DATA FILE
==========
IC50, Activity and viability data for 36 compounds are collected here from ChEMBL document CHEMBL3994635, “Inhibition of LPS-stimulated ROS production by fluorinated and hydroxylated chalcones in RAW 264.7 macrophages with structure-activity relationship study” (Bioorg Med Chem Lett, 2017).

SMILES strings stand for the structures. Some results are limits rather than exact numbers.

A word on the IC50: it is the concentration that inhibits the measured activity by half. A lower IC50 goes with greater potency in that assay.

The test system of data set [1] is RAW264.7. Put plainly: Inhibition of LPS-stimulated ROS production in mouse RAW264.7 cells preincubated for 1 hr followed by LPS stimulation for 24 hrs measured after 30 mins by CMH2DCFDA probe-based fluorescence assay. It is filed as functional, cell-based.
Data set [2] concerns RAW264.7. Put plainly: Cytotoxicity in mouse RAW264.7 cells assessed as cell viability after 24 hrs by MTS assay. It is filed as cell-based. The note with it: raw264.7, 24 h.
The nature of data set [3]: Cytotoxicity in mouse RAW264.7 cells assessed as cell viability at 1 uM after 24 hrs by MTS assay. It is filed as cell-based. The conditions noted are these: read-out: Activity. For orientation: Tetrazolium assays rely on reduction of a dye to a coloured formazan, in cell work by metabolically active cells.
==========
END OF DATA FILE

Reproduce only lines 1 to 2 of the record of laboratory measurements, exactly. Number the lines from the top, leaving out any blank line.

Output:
IC50, Activity and viability data for 36 compounds are collected here from ChEMBL document CHEMBL3994635, “Inhibition of LPS-stimulated ROS production by fluorinated and hydroxylated chalcones in RAW 264.7 macrophages with structure-activity relationship study” (Bioorg Med Chem Lett, 2017).

SMILES strings stand for the structures. Some results are limits rather than exact numbers.